The North Wind and the Sun had a quarrel about which was the stronger.
“Let us agree,” said the Sun, pointing to a traveler passing along a road below them, wrapped in a cloak, “that he who can strip the traveler of his cloak is the stronger.”
“Very well,” agreed the North Wind, and at once sent a cold, howling blast against the traveler. The gust whipped the ends of the cloak. Feeling the wind and the cold, the traveller wrapped the cloak more closely around him. The more the Wind blew the tighter the traveller held on to the cloak, and the more he cursed the Wind for his adversity.
Then the Sun began to shine. Its beams were warm and gentle. In the pleasant warmth the traveller smiled and unfastened his cloak, which he let it hang loosely from his shoulders. As the day grew gently warmer, the traveller removed the coat and, with a smile, sat down in the shade of a tree to enjoy the day.（註 1）
The Aesop tale of The North Wind and the Sun came up in conversation with a friend in Hong Kong.
The message of the tale, that strength is not found in forceful bluster but in gentle persuasion, resonated strongly with our thoughts about Hong Kong.
Hong Kong has not always been as it is now.
In 1997 a University of Hong Kong poll found only 9 percent of Hong Kong people felt negatively about the handover. 35% were positive, and welcomed being “reunited with the Motherland”. The majority of people were neutral, and were instead determined to make the most of a new reality — their fate decided, on Beijing’s insistence, by others.（註 2）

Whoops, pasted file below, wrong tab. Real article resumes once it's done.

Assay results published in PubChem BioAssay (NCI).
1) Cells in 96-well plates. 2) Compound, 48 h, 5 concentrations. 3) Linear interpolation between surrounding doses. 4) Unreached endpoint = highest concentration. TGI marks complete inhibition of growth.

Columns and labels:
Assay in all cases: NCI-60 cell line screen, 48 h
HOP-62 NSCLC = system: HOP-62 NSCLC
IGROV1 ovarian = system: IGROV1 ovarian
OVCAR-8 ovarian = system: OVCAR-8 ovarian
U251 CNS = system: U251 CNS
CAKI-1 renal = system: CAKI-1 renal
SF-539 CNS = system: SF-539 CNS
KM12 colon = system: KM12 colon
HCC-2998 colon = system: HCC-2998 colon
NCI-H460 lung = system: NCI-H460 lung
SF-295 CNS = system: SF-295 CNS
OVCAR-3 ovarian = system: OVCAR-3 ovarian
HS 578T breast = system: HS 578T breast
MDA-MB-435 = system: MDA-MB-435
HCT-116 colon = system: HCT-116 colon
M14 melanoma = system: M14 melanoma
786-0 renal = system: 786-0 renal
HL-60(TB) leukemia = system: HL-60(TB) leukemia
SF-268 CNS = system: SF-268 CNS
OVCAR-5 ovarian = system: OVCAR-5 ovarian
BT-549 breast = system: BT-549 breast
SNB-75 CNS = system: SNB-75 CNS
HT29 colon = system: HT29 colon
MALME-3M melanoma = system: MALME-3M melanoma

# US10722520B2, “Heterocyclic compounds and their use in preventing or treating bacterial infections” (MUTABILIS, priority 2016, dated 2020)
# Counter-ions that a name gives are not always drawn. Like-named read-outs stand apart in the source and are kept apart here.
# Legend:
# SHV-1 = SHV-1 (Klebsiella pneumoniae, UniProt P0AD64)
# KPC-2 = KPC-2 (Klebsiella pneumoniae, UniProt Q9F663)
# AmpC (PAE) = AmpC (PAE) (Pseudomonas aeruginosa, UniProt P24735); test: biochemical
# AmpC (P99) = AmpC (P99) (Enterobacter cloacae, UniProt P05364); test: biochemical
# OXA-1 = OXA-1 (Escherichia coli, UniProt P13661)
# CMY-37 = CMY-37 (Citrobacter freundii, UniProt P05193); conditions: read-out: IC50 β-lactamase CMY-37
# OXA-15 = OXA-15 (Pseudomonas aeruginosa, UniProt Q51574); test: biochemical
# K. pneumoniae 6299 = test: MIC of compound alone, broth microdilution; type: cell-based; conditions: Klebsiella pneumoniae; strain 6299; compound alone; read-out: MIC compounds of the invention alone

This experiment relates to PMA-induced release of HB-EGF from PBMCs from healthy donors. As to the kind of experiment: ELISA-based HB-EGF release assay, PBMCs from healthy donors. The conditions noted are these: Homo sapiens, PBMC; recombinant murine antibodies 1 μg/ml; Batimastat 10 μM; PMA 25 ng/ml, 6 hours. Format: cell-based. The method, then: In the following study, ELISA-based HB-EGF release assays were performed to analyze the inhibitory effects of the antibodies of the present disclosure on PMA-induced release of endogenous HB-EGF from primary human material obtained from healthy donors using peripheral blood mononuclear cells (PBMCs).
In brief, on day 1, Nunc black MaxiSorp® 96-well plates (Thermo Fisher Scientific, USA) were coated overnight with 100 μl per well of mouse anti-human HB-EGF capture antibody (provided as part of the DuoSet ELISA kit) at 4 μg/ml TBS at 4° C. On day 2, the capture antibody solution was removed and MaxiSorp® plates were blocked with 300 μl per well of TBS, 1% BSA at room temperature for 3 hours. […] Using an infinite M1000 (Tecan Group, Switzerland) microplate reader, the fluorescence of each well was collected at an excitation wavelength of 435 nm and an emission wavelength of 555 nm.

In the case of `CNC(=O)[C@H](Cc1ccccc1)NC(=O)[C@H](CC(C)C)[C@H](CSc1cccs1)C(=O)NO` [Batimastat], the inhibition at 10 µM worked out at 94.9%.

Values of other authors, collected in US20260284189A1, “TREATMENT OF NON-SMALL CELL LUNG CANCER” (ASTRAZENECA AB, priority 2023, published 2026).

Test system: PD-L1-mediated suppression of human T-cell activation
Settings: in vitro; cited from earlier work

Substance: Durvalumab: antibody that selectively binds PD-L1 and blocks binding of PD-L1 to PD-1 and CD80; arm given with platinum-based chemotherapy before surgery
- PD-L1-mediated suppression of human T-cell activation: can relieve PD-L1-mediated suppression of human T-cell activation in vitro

Neither patriotic comrades nor colonial running dogs, the majority of Hong Kong people were pragmatic. Lord Patten, the last governor of British Hong Kong, is fond of reminding people that Hong Kong people are not themselves difficult to govern, rather it is the situation in which the people find themselves that provides the challenge.
In 2017, twenty years after the overwhelming majority of Hong Kong people accepted the city’s return to the China, a similar poll found only 3.1 percent of young people between the ages of 18 and 29 were even proud to identify as being “broadly Chinese”. As recently as 2008, that figure was nearly 40 percent.（註 3）
A North Wind blew hard, telling Hong Kong people to embrace the Motherland. It told Chinese people not only how to be patriots, but how to be Chinese. The more it blustered, the more the traveller clung to his cloak — and the more Hong Kong’s differences, and it’s distinct identity, meant to the Hong Kong people.
If only the sun would shine perhaps things would be a little different.（註 4）
- 作者想講甚麼？筆鋒一轉，引述 1997 年香港一家大學的民意調查。3 成半的香港市民對於主權移交後的前景感到樂觀，只有 9% 香港人不滿。其餘大部分態度中立，既然無法決定命運，不如盡量順勢多賺錢。
- 20 年之後， 18 歲到 29 歲的年輕人，只有 3.1% 對「中國人身份」感到自豪。而 2008 年，這個數字高近 4 成。
- 道理非常簡單：手段愈暴烈，人心愈抗拒「回歸」。最後一句，顯示英文文章不喜歡話說得太明白，收結溫和含蓄。香港有很多人自覺英文很好，但直白的表達和咒駡，由「搬起石頭砸自己的腳」、「別有用心、其心可誅」，到「英國向 BNO 持有人派居英權正賤種」之類，還是相當低端的坦率。這種人無論花幾多年學英文，英文程度也絕對不會高。